Richard Wollheim’s piece on improvisation, triggered by his conversation with the architect Richard Meier, who was deeply hostile to such disorderly conduct (LRB, 4 December 2003), reminded me of my first contact with another great architect impatient of improvisation. As an Oxford undergraduate in the early 1960s, I helped put on an exhibition of paintings by another student, Michael Honor, in the common room of the newly completed St Catherine’s. The room was lit by cylindrical skylights, each placed above an alcove of unplastered brickwork with recessed pointing. We found that a framed painting with two nails driven in the back could be hooked securely into the slot between brick courses below each skylight. Each was thus bathed in natural light all day (and electric light by night) with no glare. It was, we thought, an admirable way to hang an exhibition, and we were delighted that the architect who designed the college, Arne Jacobsen, happened to appear. We looked forward to his pleasure at the use made of his room, but he was furious. ‘If you had wanted an art gallery,’ he said, ‘you should have asked for one.’
University College London
In her review of Vineta Colby’s biography of Vernon Lee (LRB, 22 January), Miranda Seymour says that Lee’s ‘more serious work remains, for good reason, neglected’ and that Colby’s book is ‘a worthy attempt to revive interest in work which nobody other than Edward Casaubon or a masochist could be impatient to read’. LRB readers may be interested to know that the international conference on Vernon Lee which we organised last June at the London Institute of English Studies attracted 28 speakers from the US, the UK, France, Italy and Germany and delegates from as far afield as Australia. In addition to Colby’s biography, 2003 also saw the publication of Christa Zorn’s Vernon Lee: History, Aesthetics, and the Female Intellectual, while a number of other monographs and essays are due to be published. Those keen to buck the age-old trend of discounting a woman’s work will find the experience of reading Vernon Lee confers few pains and many pleasures.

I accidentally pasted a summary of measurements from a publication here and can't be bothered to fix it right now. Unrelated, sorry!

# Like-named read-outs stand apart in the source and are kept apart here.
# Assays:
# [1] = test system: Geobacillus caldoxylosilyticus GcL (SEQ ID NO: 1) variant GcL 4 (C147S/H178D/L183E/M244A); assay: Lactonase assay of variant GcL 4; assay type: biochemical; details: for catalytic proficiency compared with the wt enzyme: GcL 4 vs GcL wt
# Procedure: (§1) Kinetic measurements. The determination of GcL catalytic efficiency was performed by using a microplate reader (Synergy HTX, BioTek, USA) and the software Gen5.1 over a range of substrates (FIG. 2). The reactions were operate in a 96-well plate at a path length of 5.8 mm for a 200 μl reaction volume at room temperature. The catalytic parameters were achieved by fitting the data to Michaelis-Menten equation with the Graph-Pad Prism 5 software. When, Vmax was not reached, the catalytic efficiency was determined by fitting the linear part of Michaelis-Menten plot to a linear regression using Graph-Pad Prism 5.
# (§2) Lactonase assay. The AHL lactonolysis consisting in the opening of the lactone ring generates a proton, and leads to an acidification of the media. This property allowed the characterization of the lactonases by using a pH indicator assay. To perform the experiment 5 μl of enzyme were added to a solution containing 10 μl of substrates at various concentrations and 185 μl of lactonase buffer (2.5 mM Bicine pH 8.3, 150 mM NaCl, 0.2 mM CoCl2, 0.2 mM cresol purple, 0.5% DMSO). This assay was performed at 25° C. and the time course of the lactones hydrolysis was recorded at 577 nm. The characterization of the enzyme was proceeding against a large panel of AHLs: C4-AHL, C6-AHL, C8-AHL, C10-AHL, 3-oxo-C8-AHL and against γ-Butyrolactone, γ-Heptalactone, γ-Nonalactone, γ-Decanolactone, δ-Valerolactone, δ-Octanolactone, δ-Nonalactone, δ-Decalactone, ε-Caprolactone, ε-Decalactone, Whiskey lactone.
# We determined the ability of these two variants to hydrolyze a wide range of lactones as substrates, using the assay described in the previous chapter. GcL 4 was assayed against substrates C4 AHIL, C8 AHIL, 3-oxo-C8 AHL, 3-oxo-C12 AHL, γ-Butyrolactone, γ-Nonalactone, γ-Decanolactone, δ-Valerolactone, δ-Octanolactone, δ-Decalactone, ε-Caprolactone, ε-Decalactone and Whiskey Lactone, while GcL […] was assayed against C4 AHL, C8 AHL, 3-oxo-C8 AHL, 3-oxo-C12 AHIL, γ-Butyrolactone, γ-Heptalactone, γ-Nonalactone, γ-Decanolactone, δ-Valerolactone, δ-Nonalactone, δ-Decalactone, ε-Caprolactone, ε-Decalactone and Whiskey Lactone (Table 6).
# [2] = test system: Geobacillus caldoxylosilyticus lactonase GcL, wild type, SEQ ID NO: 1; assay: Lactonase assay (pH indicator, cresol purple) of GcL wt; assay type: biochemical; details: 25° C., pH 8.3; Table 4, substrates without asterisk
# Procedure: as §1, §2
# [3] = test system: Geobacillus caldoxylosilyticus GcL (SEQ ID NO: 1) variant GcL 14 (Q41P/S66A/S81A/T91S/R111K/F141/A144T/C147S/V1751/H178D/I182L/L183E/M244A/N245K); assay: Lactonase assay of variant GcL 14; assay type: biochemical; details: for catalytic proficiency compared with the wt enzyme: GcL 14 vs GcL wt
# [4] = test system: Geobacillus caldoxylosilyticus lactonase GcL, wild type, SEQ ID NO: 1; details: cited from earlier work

Catherine Maxwell and Patricia Pulham
Queen Mary, University of London
Am I the only anorak among your readers to have noticed the howler at the head of Robert Macfarlane’s piece about the Wright Brothers and Santos Dumont (LRB, 5 February)? ‘Seven miles per hour’ was the speed over the ground, not speed through the air. It was pretty windy on the day! Given the drag-inducing aerodynamics of the Wright Flyer and its minimal engine power, actual airspeed was a commendable 31 miles an hour. Further on, we have another instance of technical illiteracy in the statement that the slight twist in the wing of the Boeing 747 enables it to turn, just like the wing-warping system did on the aircraft built by the Wrights. This ‘twist’ is a feature called ‘washout’, which virtually all swept-wing aircraft need to avoid stalling of the wingtips when flying at low speeds or at high Mach numbers. Finally, it isn’t true to say that Otto Lilienthal died because his glider was unstable. It was because he relied on weight-shifting for steering. The Wrights designed their aircraft to be unstable, knowing that with good controls, like wing-warping and rudders, they would be as easy to fly as the bicycles that the Wrights had taught themselves to ride and went on to manufacture.
John Heath is right to distinguish traditional Cretan music from the gritty urban (usually Athenian) recorded music of the 1920s and 1930s known as rebétika (Letters, 5 February). I was obviously hitting the ouzo. But in my own defence I find, consulting the liner notes of Greek-Oriental Rebetica: The Golden Years: 1911-37, that the words of my favourite rebétika song, ‘If I were the hem of your skirt’ (‘Hyotikos Manes’), are based ‘on a … couplet known not only in Istanbul but also various localities of Greece, e.g. Chios and Crete’:
If I were and if I were the hem of your skirt,
I would stoop and see what? The hole of